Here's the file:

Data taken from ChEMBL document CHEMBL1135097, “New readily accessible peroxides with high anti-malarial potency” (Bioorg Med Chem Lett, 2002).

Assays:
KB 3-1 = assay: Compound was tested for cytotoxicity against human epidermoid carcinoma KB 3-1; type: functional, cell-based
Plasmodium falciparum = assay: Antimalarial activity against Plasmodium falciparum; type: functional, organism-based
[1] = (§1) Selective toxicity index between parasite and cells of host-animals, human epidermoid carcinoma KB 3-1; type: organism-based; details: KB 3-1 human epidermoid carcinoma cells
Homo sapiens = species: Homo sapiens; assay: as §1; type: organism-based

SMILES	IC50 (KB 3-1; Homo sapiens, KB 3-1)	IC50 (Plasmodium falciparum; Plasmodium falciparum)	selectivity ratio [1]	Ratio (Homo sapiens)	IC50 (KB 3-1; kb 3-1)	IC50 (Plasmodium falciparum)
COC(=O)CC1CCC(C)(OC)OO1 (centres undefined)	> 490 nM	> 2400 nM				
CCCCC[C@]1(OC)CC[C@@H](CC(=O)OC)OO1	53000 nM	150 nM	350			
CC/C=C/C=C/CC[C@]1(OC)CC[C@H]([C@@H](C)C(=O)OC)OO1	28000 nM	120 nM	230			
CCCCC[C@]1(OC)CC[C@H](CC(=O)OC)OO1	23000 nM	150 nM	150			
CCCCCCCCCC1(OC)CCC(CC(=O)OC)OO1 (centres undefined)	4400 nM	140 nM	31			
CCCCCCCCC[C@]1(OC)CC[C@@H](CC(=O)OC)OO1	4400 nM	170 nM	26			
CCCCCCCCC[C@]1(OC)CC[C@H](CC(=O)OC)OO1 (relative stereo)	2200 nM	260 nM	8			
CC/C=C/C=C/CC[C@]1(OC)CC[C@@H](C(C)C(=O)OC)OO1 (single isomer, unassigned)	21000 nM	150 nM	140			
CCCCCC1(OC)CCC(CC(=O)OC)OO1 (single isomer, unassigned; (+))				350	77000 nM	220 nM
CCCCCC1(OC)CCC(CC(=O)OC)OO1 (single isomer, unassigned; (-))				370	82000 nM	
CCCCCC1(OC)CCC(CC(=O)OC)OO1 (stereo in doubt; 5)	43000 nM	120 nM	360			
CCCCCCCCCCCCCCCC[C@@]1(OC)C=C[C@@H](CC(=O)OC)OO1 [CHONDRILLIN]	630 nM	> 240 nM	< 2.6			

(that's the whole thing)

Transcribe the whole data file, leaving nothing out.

Data taken from ChEMBL document CHEMBL1135097, “New readily accessible peroxides with high anti-malarial potency” (Bioorg Med Chem Lett, 2002).

Assays:
KB 3-1 = assay: Compound was tested for cytotoxicity against human epidermoid carcinoma KB 3-1; type: functional, cell-based
Plasmodium falciparum = assay: Antimalarial activity against Plasmodium falciparum; type: functional, organism-based
[1] = (§1) Selective toxicity index between parasite and cells of host-animals, human epidermoid carcinoma KB 3-1; type: organism-based; details: KB 3-1 human epidermoid carcinoma cells
Homo sapiens = species: Homo sapiens; assay: as §1; type: organism-based

SMILES	IC50 (KB 3-1; Homo sapiens, KB 3-1)	IC50 (Plasmodium falciparum; Plasmodium falciparum)	selectivity ratio [1]	Ratio (Homo sapiens)	IC50 (KB 3-1; kb 3-1)	IC50 (Plasmodium falciparum)
COC(=O)CC1CCC(C)(OC)OO1 (centres undefined)	> 490 nM	> 2400 nM				
CCCCC[C@]1(OC)CC[C@@H](CC(=O)OC)OO1	53000 nM	150 nM	350			
CC/C=C/C=C/CC[C@]1(OC)CC[C@H]([C@@H](C)C(=O)OC)OO1	28000 nM	120 nM	230			
CCCCC[C@]1(OC)CC[C@H](CC(=O)OC)OO1	23000 nM	150 nM	150			
CCCCCCCCCC1(OC)CCC(CC(=O)OC)OO1 (centres undefined)	4400 nM	140 nM	31			
CCCCCCCCC[C@]1(OC)CC[C@@H](CC(=O)OC)OO1	4400 nM	170 nM	26			
CCCCCCCCC[C@]1(OC)CC[C@H](CC(=O)OC)OO1 (relative stereo)	2200 nM	260 nM	8			
CC/C=C/C=C/CC[C@]1(OC)CC[C@@H](C(C)C(=O)OC)OO1 (single isomer, unassigned)	21000 nM	150 nM	140			
CCCCCC1(OC)CCC(CC(=O)OC)OO1 (single isomer, unassigned; (+))				350	77000 nM	220 nM
CCCCCC1(OC)CCC(CC(=O)OC)OO1 (single isomer, unassigned; (-))				370	82000 nM	
CCCCCC1(OC)CCC(CC(=O)OC)OO1 (stereo in doubt; 5)	43000 nM	120 nM	360			
CCCCCCCCCCCCCCCC[C@@]1(OC)C=C[C@@H](CC(=O)OC)OO1 [CHONDRILLIN]	630 nM	> 240 nM	< 2.6			